Latest from Corporate and Business Blog

Corporate and Business Blog Business as Usual Under Governor Ducey’s Curfew Declaration June 1, 2020 Businesses are confused about what Governor Ducey’s May 31st curfew declaration means for them. For example, one valley restaurant closed at 6:30 p.m. so its employees could make it home before the start of the 8:00 p.m. curfew. That, like other reported business adjustments across the state, was unnecessary. It is true that the curfew generally prohibits anyone from (1)…
Corporate and Business Blog Avoid SBA Audits and Penalties by Documenting Entitlement to COVID-19 Emergency Assistance May 14, 2020 (updated to include new SBA guidance) When the government announced the Paycheck Protection Loan Program (PPP), it chose to rely on Borrower certifications, rather than normal underwriting, to issue the loans.  Recent announcements and guidance from the U.S. Treasury Department and the U.S. Small Business Administration have announced their intention to audit Borrowers with loans in…
Corporate and Business Blog Arizona Small Business Access to Disaster Relief Loans Related to Coronavirus March 26, 2020 On Thursday, March 18, 2020, the United States Government (through its Small Business Administration “SBA”) approved Arizona Governor Doug Ducey’s request to qualify all of Arizona for the SBA’s Economic Injury Disaster Loan program. Small businesses in Arizona may now apply for SBA loans for economic injury incurred as a result of the spread of the Coronavirus,…
Business Litigation Blog Unusual Times Call For Businesses to Look to Seldom Invoked Contract Provisions, Coverages, and Legal Concepts March 23, 2020 In the past week, we have witnessed unprecedented cancellations, suspensions, and closures.  Professional sports leagues have suspended their seasons.  The NCAA Tournament has been canceled.  Theaters and theme parks have closed.  Universities, high schools, and grade schools across the country have suspended classes.  Access to public buildings have been restricted.  The President has…
Business Litigation Blog New Laws in Arizona Are Compelling LLC Members to Make Sure They Have Operating Agreements That Address Arizona’s New “Default Rules” September 9, 2019 Both the Arizona Legislature and the Arizona Supreme Court have taken recent action that ought to be prompting members of Arizona LLC’s without operating agreements to be immediately drafting them.  Indeed, even for those LLC’s that already have an operating agreement, members should be pulling them out and…
Business Litigation Blog Is Texting Putting Your Business in Jeopardy? August 21, 2019 In recent years text messaging has become an inexpensive form of marketing for businesses.  Unfortunately, for the unsuspecting business owner, texting could put your business in jeopardy if not done right. The Telephone Consumer Protection Act (TCPA) is not a new law.  It was passed in 1991.  While it was originally enacted to target the telemarketing industry making invasive phone calls into…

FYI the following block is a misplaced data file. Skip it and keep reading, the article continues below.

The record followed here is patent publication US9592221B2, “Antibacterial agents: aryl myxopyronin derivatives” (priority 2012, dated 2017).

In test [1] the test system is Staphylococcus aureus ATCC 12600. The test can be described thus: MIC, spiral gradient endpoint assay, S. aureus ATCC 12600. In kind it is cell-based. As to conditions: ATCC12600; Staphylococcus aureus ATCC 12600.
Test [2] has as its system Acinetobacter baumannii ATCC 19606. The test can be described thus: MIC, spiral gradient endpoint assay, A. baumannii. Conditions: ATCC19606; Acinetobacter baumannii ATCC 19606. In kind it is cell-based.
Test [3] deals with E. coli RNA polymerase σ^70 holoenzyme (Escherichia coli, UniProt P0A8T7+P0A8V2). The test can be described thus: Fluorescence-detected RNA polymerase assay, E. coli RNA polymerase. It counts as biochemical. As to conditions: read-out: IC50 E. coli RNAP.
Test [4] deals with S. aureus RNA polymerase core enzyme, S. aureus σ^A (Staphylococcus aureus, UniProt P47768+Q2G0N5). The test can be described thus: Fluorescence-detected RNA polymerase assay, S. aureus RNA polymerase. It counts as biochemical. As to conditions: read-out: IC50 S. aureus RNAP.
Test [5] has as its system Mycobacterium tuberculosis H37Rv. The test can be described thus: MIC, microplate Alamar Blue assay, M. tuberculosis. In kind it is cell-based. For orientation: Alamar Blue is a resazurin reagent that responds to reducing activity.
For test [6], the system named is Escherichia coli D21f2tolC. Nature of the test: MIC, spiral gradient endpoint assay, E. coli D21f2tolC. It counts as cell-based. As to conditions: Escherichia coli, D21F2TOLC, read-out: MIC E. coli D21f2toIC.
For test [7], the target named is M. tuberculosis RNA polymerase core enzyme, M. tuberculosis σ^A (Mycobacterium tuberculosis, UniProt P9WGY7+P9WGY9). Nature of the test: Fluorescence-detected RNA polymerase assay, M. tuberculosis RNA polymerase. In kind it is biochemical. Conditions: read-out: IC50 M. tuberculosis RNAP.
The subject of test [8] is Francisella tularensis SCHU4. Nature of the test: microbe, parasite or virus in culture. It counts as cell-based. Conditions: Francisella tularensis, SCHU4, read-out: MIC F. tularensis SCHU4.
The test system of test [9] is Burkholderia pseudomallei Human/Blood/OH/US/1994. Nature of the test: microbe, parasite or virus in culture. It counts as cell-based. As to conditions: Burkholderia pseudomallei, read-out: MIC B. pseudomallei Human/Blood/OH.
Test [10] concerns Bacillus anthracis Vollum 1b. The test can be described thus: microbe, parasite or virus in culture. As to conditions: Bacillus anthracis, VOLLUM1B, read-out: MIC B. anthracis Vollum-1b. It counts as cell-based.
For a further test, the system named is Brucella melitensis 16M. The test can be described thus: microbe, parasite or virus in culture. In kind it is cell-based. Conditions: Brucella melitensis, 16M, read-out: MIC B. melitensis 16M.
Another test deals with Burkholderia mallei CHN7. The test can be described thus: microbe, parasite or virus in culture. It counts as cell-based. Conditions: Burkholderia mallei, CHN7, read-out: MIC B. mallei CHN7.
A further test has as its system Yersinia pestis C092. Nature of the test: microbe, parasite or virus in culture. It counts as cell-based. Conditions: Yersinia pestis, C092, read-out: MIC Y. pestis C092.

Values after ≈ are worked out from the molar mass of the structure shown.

Corporate and Business Blog Is Your Business Violating Federal Law by Sending Out Mass Text Messages? October 23, 2018 Practice Area: Corporate and Business In 1991, Congress passed the Telephone Consumer Protection Act (TCPA). In simple terms, the TCPA prohibits businesses and individuals from using automatic telephone dialing systems to call or text cell phones unless it is an emergency (e.g. such as an amber or weather alert) or prior express consent has been given.…
Corporate and Business Blog Arizona Expands Securities Exemptions for New Companies September 1, 2016 Practice Area: Corporate and Business Are you forming a limited liability company (LLC) or a limited partnership (LP) in Arizona?  Do you anticipate issuing ownership interests at the time of formation?  If the answer to these questions is yes, then effective August 6, 2016, the offer and sale of those ownership interests may be exempt from registration under Arizona’s blue sky laws. Arizona’s…
Corporate and Business, Intellectual Property Blog New Federal Crowdfunding Rules May 16, 2016 Practice Area: Corporate and Business, Intellectual Property The new federal crowdfunding rules went intoeffect May 16, 2016.  Now startups and other growth-oriented companies can raise up to $1 million dollars per year from the general public, provided the company (the Issuer) follows the new rules adopted by the Securities and Exchange Commission (SEC).   In contrast to the donative-models of crowdfunding commonly associated…